Curiously, in certain parts of Latin America, durum wheat ( Triticum durum ) is called candeal, which is used for pasta. For more than 500 years, candeal bread has been made in very large areas of our geography, from Zamora to Huelva , and from Cáceres to the interior of Valencia where it is calledpa asaonat . It is logical that the flours vary from one place to another ”.
At this point I interrupted Iban to comment on my weakness for the candeal loaves that Joaquín Marcos makes in Arapiles (Salamanca). Professional of bells to whom he himself dedicates an extensive comment in his book Pan de Pueblo already cited.
When I asked this baker about the requirements to make a good candeal, he responded without hesitation: “Good raw materials; hard dough with 40% hydration ; slow fermentations with a minimum of 6/8 hours at room temperature and very low doses of yeast ”.
And when I questioned him again about his favorite wheats, his answer was no less concise: “At this time, candeal bread should not be called that. Candeal wheat is hardly sown due to the low profitability it provides to farmers; We should call it hard bread . At Arapiles we use different strength wheat from Castile, specifically from Briviesca (Burgos) and Arévalo (Segovia).
Yarza did not stop commenting on how little the world of candeal has been investigated. “There are countless books and studies relating to sourdoughs and a thousand bread issues, from kneading to fermentation. However, such magical masses hardly anyone has dealt with.
I am referring to scientific works with as much weight as the one carried out by the Basque researcher Amaia Arranz in northwestern Jordan to show that the making of bread preceded the practices of sedentary agriculture by 4,000 years ”.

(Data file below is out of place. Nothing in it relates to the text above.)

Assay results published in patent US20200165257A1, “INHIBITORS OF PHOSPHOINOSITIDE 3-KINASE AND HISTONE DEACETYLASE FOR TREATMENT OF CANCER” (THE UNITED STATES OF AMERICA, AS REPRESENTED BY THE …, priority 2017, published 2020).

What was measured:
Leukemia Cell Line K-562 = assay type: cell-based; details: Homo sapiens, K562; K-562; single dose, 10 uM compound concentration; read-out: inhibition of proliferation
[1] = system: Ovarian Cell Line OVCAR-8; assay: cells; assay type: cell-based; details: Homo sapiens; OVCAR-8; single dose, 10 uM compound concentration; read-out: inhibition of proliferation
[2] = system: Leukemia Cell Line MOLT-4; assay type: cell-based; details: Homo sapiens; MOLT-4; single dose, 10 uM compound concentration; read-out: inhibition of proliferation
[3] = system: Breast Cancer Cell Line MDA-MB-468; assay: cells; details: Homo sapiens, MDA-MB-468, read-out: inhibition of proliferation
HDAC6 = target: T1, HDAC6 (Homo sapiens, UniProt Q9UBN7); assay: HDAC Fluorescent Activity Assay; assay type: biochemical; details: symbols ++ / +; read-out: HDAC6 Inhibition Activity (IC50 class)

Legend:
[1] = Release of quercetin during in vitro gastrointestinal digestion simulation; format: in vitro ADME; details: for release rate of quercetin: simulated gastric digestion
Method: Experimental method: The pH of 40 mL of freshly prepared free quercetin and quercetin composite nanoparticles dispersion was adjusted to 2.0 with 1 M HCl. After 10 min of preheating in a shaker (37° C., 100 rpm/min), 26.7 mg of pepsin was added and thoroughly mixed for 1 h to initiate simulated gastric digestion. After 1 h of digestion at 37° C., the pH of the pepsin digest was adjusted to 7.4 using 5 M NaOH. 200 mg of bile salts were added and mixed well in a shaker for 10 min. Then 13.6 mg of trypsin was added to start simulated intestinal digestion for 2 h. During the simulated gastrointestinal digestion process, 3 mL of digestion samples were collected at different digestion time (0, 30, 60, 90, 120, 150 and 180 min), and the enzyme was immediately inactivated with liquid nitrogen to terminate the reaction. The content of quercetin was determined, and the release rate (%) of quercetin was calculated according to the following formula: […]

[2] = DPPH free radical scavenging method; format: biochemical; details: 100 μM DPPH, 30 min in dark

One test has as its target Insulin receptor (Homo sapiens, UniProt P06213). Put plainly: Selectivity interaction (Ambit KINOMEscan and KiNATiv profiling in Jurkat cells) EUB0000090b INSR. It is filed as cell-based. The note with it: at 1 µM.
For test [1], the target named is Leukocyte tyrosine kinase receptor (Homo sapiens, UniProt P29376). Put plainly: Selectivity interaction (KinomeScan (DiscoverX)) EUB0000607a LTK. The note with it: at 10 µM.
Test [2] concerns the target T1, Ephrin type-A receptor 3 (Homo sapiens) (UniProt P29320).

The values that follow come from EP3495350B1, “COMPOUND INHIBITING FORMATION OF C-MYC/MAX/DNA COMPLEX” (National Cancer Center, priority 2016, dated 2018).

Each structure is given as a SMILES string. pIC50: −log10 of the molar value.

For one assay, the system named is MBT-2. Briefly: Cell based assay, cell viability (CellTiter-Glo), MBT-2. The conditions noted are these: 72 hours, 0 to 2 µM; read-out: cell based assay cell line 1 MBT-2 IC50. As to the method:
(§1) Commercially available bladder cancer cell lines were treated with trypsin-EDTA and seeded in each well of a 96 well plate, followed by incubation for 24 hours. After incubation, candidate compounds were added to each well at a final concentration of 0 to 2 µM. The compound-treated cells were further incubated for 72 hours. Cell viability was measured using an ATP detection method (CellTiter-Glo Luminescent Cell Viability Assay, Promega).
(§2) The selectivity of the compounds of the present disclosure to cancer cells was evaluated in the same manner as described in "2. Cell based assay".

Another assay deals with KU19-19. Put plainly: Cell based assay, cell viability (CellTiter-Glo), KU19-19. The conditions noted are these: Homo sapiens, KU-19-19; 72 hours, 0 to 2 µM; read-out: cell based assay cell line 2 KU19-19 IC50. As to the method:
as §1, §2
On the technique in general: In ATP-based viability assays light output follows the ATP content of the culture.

Our conversation took a sharp turn to turn to the forms. “They are easy to mold pieces due to the consistency of their dough,” he told me. “Round, squashed cakes and bagels with different decorations abound.” A work that I myself delved into in 1991 when I was working on my book El Pan in which I detail cuts, drawings and shapes of the breads: lechuguino bread; I advocate; bisalt; round; squared; thread; stonecutter; cathetus; cheek; telera; garrucha bread; colon; checkered bread; nice bread; silly; song bread; notebook; milling and manchego . Some of them were later included under the guarantee brand Pan de Valladolid (2004).
As was logical, we concluded by focusing on the gastronomic aspect. “We forget the culinary and gastronomic importance of these breads,” Iban told me again . “The colines, and the eight, apart from the Andalusian peaks and donuts, also belong to the same family.
Few things richer than a slice of candeal bread with Iberian sausages. Or with a drizzle of extra virgin olive oil. Nor will you deny me that garlic soups and classic crumbs with chorizo and fried eggs taste much better with candeal ”. Of course, I replied.
And also the Cordovan salmorejo, and all the gazpachos, apart from the zurrukutuna, the succulent Basque cod soup. Or two desserts that excite me, the apple pudding with bread and raisins and the blessed breadhow my grandmother rated a recipe similar to French pain perdu …